Most People Are But They Do Not Realize It
Most people have heard of the drug companies Pfizer, Eli Lilly and Merck but not necessarily Animal Pharma companies with names like Zoetis and Elanco. Animal Pharma operates under the public's radar because the hormones, antibiotics, growth promoters, antiparasite and fungal drugs and vaccines it uses are not on the food labels. Nor do ads for the drugs appear on TV or safety scandals about them reach Capitol Hill. Still, Animal Pharma is a huge revenue engine for Pharma that sells drugs by the ton and provides a never-ending supply of compliant "patients."
Huge, GMO-linked dairies supply some of Ben & Jerry's products
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Factory farming which confines animal "units" to minimal space to save money has been a boon for Animal Pharma. Such "efficiencies" require high use of growth-producing drugs and drugs to treat and prevent diseases caused by crowding, stress, and immobility. Despite the drugs, tragic losses from bird flu and porcine epidemic diarrhea virus have occurred which Big Food has largely kept hidden from the public.
The drugs used in Big Food's meat production would be a tough sell if the public knew about them. For example, who wants to eat an animal treated with the antibiotic tilmicosin? The drug label, intended for the farmer, says, "Not for human use. Injection of this drug in humans has been associated with fatalities." Tilmicosin's label even has an emergency phone number printed right on the bottle, as well as a note telling physicians what to do in case the farmer accidentally injects himself. (It says, "The cardiovascular system is the target of toxicity and should be monitored closely. Cardiovascular toxicity may be due to calcium channel blockade.") Yet tilmicosin is widely used in food animals and even shows up in the milk of treated dairy cows, reports central Ohio's WBNS-10 TV news.
Who wants to eat pork, beef and turkeys made with the widely used growth producing drug ractopamine? Its label says, "Not for use in humans...Use protective clothing, impervious gloves, protective eye wear, and a NIOSH [National Institute for Occupational Safety and Health]-approved dust mask."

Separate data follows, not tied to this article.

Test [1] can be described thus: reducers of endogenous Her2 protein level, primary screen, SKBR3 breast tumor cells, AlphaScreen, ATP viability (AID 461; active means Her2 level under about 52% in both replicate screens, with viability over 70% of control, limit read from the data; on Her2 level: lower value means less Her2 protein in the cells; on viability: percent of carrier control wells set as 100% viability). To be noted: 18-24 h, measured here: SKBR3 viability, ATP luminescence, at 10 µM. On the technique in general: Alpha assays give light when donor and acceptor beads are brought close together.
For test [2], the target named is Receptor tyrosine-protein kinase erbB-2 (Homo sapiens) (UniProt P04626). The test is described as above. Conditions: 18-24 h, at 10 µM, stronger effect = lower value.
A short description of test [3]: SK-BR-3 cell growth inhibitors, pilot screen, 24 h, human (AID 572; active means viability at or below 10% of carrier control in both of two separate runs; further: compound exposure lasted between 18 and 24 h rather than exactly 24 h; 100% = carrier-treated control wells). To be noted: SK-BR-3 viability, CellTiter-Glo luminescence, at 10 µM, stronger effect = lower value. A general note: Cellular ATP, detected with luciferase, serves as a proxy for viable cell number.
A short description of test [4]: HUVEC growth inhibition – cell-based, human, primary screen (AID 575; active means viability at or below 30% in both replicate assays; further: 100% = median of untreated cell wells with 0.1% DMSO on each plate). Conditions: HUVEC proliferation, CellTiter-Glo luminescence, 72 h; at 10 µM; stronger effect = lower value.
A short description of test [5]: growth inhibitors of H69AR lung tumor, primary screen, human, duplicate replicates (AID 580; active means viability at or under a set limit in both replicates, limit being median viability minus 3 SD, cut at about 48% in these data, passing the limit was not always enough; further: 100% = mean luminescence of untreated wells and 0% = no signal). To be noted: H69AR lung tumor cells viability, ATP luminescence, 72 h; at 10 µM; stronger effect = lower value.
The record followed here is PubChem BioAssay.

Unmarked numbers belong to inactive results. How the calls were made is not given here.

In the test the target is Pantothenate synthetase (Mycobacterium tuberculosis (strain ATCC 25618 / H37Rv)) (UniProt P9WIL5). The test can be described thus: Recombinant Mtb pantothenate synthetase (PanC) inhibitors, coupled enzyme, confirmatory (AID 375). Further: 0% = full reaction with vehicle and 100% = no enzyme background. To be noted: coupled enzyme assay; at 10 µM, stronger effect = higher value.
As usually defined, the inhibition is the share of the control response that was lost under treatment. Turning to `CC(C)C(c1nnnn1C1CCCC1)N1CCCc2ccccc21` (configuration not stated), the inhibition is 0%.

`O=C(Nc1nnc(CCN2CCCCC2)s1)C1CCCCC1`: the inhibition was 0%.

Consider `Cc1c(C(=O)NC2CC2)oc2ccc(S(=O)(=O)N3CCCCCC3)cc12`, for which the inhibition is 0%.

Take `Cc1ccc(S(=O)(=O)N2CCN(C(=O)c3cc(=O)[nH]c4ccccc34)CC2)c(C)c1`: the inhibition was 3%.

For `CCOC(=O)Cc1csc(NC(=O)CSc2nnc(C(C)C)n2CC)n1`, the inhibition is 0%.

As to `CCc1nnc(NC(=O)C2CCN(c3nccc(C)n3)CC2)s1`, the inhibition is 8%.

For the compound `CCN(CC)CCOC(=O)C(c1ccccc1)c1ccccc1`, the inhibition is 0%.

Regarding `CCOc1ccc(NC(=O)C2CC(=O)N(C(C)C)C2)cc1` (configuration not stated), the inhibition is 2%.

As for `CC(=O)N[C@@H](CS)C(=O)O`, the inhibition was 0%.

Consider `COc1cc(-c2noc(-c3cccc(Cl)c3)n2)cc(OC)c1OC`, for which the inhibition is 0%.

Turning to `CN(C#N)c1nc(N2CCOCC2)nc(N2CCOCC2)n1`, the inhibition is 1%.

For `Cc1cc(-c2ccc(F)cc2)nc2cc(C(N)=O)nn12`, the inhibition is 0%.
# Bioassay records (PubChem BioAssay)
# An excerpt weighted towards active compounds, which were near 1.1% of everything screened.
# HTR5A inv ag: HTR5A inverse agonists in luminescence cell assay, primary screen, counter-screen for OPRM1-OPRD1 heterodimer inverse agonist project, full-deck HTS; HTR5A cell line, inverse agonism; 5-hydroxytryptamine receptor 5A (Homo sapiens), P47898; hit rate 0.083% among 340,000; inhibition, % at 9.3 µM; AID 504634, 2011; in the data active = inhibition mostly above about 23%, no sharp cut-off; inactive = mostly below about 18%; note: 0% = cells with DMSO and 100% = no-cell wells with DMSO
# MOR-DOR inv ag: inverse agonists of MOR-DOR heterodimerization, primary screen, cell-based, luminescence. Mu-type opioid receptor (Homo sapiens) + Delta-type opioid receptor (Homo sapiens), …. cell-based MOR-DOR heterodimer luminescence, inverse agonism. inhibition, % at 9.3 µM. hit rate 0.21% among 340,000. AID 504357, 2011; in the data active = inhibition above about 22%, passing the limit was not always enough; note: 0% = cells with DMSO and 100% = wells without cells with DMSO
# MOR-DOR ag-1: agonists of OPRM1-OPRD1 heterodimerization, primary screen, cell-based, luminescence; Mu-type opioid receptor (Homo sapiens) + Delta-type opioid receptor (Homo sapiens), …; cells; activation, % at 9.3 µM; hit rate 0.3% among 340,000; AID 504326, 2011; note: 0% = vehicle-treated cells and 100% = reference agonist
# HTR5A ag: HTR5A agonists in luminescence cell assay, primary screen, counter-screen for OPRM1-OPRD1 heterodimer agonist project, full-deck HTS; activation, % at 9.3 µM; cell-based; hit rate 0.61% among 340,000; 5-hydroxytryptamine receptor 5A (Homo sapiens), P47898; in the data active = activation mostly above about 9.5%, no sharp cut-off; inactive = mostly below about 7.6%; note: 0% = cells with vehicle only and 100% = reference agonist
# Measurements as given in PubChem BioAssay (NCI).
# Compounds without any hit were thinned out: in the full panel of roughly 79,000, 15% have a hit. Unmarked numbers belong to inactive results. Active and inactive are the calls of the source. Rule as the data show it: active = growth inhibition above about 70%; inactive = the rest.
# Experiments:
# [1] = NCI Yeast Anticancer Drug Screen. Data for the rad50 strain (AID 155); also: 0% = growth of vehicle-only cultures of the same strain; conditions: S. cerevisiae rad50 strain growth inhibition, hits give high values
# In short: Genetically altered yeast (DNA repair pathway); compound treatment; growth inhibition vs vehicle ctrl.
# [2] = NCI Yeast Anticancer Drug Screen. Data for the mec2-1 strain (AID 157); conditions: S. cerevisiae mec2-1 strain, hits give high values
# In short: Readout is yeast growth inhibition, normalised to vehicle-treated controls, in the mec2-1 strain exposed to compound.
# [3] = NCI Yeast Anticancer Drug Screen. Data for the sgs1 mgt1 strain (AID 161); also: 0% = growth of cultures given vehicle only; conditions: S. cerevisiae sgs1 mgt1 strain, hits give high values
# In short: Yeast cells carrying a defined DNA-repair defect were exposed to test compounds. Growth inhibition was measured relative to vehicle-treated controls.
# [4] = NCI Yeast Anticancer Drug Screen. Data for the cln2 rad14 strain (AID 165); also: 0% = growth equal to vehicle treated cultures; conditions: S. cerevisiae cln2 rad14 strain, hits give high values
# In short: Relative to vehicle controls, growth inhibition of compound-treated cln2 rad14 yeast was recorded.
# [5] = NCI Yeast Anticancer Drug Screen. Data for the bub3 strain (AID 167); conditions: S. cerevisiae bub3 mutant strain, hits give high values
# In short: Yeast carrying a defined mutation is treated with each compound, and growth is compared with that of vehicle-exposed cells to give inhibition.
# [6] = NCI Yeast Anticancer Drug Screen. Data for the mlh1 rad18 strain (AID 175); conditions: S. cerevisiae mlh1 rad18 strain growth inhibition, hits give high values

Three years after ractopamine's 1999 approval for pigs, the FDA accused its manufacturer Elanco, Eli Lilly's animal subsidiary, of withholding information about ractopamine's "safety and effectiveness" and "adverse animal drug experiences" in a 14 page warning letter.
Ractopamine is banned in Europe, China and 160 countries and actually caused riots in Taiwan in 2007. A rumor that Taiwan's ractopamine ban was going to be lifted caused 3,500 pig farmers and party members to congregate at the Department of Health and Council of Agriculture in Taipei City some carrying pigs and throwing dung.
The USDA's Food Safety and Inspection Service has found the antibiotic gentamicin in dairy cows sold for food. Gentamicin is an antibiotic so dangerous that there is no published tolerance in edible animal tissue. One dairy farm caught selling gentamicin-contaminated animals for public consumption--Willet Dairy in Locke, New York--was featured on Nightline in 2010 for animal abuse. Gentamicin is known for harming kidneys and ear/balance systems in humans and for remaining in livestock for 18 months or more.
A 2010 USDA Office of the Inspector General report found violative levels of metals, anti-parasite vaccines and medicines were knowingly released into the human food supply. The metals included copper and arsenic. Also found in meat released to the public were penicillin, the antibiotics florfenicol, sulfamethazine and sulfadimethoxine, the anti-parasite drug ivermectin and the nonsteroidal anti-inflammatory drug flunixin. Four plants, said the report, had an astounding 211 drug residue violations, but repeat violators--"individuals who have a history of picking up dairy cows with drugs in their system and dropping them off at the plant"--are widely tolerated by the inspection service, says the report.
Animal Pharma's unlabeled drugs are dangerous for animals too. Images of cattle crippled on Zilmax, a chemical cousin to ractopamine, moved Tyson temporarily to tell feedlot customers it would not accept Zilmax-fed cattle and Merck temporarily suspended Zilmax sales. In a short period of time, the FDA reported 285 US cattle dying unexpectedly or being destroyed after being fed Zilmax, 75 animals losing hooves and 94 with pneumonia. The drug is again for sale by Merck "For increased rate of weight gain, improved feed efficiency, and increased carcass leanness in cattle fed in confinement for slaughter during the last 20 to 40 days on feed."